Statement of Ownership: Management and Circulation

(required by 39 U.S.C. 3685) Date of filing -- October 9, 2001. Nephrology Nursing Journal (ISSN 8750-0779) is published bimonthly at East Holly Avenue/Box 56, Pitman, Gloucester County, NJ 08071-0056, with headquarters or business offices of the publisher at East Holly Avenue/Box 56, Pitman, Gloucester County, NJ 08071-0056. The name and address of the publisher is Anthony J. Jannetti, Inc., East Holly Avenue/Box 56, Pitman, Gloucester County, NJ 08071-0056. The editor is Sally D. McCulloch, East Holly Avenue/Box 56, Pitman, Gloucester County, NJ 08071-0056. Managing editor is Gus A. Ostrum, East Holly Avenue/Box 56, Pitman, Gloucester County, NJ 08071-0056. Owner of the publication is the American Nephrology Nurses' Association, East Holly Avenue/Box 56, Pitman, Gloucester County, NJ 08071-0056. There are no bondholders, mortgagees, or security holders. Total number of copies printed (average for the preceding 12 months) -- 13,283; sales through dealers -- none; mail subscription -- 12,212; total paid circulation -- 12,212; free distribution -- 644; total distribution -- 12,876; copies not distributed -- 407; return from news agencies -- none; total 13,283; percent paid and/or requested circulation -- 94.8%. Actual number of copies printed (single issue nearest to filing date) -- 12,700; sales through dealers -- none; mail subscription -- 11,854; total paid circulation -- 11,854; free distribution -- 520; total distribution -- 12,374; copies not distributed -- 326; return from news agencies -- none; total 12,700; percent paid and/or requested circulation -- 95.7%. I certify that all information furnished on this form is true and complete. Robert C. McIlvaine Circulation Manager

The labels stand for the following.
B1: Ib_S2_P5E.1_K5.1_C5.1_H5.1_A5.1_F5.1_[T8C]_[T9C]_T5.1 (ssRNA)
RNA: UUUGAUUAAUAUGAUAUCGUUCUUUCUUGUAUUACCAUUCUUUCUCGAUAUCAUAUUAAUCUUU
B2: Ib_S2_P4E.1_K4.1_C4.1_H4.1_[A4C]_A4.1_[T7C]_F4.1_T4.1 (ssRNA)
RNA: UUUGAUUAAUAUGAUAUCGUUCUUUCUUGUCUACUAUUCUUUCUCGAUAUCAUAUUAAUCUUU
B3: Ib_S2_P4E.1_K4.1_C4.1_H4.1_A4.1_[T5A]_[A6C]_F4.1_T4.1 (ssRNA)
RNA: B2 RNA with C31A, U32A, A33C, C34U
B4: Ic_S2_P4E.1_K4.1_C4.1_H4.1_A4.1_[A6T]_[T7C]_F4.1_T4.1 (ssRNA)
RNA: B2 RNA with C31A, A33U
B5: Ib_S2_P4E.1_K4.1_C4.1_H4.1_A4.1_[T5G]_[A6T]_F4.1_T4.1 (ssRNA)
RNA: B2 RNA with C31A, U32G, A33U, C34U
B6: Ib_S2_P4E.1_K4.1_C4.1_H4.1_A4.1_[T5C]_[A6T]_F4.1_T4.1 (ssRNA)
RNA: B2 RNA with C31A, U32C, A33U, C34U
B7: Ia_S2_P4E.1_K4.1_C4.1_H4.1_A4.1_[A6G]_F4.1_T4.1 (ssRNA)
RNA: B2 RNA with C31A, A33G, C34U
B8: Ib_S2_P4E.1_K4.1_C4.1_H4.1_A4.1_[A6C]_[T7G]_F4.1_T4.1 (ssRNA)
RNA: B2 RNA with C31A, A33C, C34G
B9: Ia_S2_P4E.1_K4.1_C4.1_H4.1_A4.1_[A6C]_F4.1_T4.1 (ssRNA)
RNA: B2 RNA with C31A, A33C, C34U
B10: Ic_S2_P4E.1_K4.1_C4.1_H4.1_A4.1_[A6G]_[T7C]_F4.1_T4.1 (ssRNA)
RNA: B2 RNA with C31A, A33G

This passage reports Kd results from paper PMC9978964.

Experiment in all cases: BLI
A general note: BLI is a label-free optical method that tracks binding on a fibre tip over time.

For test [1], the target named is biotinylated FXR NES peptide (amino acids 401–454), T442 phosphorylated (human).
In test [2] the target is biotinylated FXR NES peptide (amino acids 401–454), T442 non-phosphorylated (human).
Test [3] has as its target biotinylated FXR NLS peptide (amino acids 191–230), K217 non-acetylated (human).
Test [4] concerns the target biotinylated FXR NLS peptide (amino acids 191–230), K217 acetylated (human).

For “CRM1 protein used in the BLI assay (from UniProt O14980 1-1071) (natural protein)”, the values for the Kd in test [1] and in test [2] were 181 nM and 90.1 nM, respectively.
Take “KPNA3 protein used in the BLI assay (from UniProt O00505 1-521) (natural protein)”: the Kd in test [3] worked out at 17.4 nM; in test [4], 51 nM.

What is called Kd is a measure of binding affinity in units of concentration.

Summary

Understanding water treatment system operation, the nuances of patient reactions, and communicating with technicians and community water suppliers, nephrology nurses can contribute immensely to longterm, positive patient outcomes.

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Water Treatment for Hemodialysis, Including the Latest AAMI Standards